Is it just me or is most tech nowadays quite delicate? I know everyone likes to take care of their belongings, but whether it’s phones, cameras, tablets or portable hard drives, a relatively short drop onto a hard floor can leave you with a hefty repair bill or in the case of a hard drive, a total loss of data. A phone screen can be repaired or replaced but if a drive gets damaged, sometimes there is no way at all to get your data back.
There are plenty of portable USB 3.0 external drives out there in the world but most suffer the same issue – they aren’t particularly tough. I’m not just talking about surviving a drop – most electricals don’t like dust or water either. ADATA’s HD700 is designed to withstand both.
ADATA has been producing computer components since 2001 in the form of DRAM modules, memory cards and hard drives. The HD700 is their entry-level storage device. It’s available in two capacities (1 or 2 TB) and two different colours (black or blue). The 1 TB version I’m reviewing here retails at around £70/$110. Using a standard USB 3.0 connection, it is of course fully compatible with MacOS, Windows and Android devices.
I’m not sure the packaging on an external hard drive can be particularly exciting but it does tell you everything you need to know and the reassurance of the HD700’s 3 year warranty is a boon, especially as most hard drives only offer a single year’s protection.
The device is IP56 rated, so it’s both water and dust proof. While this drive shouldn’t be submerged in water, the rating gives confidence that the drive won’t be harmed by a high pressure water spray or all but the finest of dust particles. The ADATA HD700 drive doesn’t purport to be indestructible, but it does offer the reassurance of being free to use your drive wherever it’s needed without worrying about its vulnerabilities.
The drive itself is surrounded by cushioning and then encased in a plastic enclosure. On top is a removable silicon rubber case providing even more protection. The case has a thick rubber flap on the base which fits snugly into the USB port on the drive ensuring it’s safe from the elements when not in use. While some external drives benefit from handling with kid gloves, this is not a requirement here.There is a small light on the bottom of the front of the drive and this serves multiple functions. In general use, the light will glow blue indicating the drive is powered on and when data is being transferred the light will flash blue. If the built-in G Shock sensor is triggered, it will be indicated with a flashing red light on startup…the light will revert to blue once normal operation resumes.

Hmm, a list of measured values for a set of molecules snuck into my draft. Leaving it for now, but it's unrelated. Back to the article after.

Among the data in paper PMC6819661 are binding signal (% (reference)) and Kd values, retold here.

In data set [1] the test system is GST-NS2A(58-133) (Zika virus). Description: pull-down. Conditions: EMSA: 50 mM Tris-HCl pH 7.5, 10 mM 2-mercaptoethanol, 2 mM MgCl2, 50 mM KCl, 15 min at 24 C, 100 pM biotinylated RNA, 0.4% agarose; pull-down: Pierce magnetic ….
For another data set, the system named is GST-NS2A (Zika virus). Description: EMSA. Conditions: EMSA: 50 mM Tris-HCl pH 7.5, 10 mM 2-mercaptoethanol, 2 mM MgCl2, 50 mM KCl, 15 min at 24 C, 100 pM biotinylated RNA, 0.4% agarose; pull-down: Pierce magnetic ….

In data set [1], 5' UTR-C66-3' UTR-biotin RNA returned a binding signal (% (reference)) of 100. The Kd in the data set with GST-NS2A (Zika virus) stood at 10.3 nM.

While a layer of protection is important, if the drive doesn’t perform well in use its other benefits can be cancelled out. I’m happy to say that is definitely not the case here. Transfer speeds maxed out at around 105 MB/s second which matches any other mechanical drive I have ever used. I have only ever seen this speed bettered by portable SSDs, so the HD700 is definitely no slouch.
As a commercial drone pilot, I am often out in the field shooting photos or video and the ability to save important media to a drive such as this definitely gives peace of mind. It also means I don’t have to worry about the drive getting knocked about within my drone case or bag. While we always try to look after our gadgets, sometimes accidents do happen. The outer silicon case means that it’s easier to keep a tight grip on the drive, so there’s less chance of a drop.
The added protection of the HD700 drive certainly won’t be needed by all and there are cheaper drives out there that will do a fine job for most. However, if you regularly work outdoors, or on the move then consider this the equivalent of having your hard drive in an Otterbox style phone case. As such, the ADATA HD700 does a great job of protecting your important data on the move.